#### Publication Date

1996

#### Technical Report Number

TR96-09

#### Subjects

Theory of Computation, Mathematics of Computing

#### Abstract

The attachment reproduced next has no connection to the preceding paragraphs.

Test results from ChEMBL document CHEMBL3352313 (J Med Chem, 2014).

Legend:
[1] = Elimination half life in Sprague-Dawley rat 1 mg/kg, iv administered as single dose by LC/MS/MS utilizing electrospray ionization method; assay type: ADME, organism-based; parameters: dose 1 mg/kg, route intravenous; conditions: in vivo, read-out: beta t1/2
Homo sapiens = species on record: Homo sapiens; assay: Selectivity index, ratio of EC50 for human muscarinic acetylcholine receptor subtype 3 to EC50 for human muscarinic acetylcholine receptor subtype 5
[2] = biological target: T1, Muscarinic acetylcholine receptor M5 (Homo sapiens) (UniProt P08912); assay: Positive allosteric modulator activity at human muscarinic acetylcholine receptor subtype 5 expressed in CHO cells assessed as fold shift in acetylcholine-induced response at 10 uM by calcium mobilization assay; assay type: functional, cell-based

The existence of cryptographically secure one-way functions is related to the measure of a subclass of NP. This subclass, called BNP ("balanced NP"), contains 3SAT and other standard NP problems. The hypothesis that BNP is not a subset of P is equivalent to the P not equal to NP conjecture. A stronger hypothesis, that BNP is not a measure 0 subset of E_2 = DTIME(2^polynomial) is shown to have the following two consequences. 1. For every k, there is a polynomial time computable, honest function f that is (2^{n^k}/n^k)-one-way with exponential security. (That is, no 2^{n^k}-time-bounded algorithm with n^k bits of nonuniform advice inverts f on more than an exponentially small set of inputs.) 2. If DTIME(2^n) "separates all BPP pairs," then there is a (polynomial time computable) pseudorandom generator that passes all probabilistic polynomial-time statistical tests. (This result is a partial converse of Yao, Boppana, and Hirschfeld's theorem, that the existence of pseudorandom generators passing all polynomial-size circuit statistical tests implies that BPP is a subset of DTIME(2^{n^epsilon}) for all epsilon>0.) Such consequences are not known to follow from the weaker hypothesis that P is not equal to NP.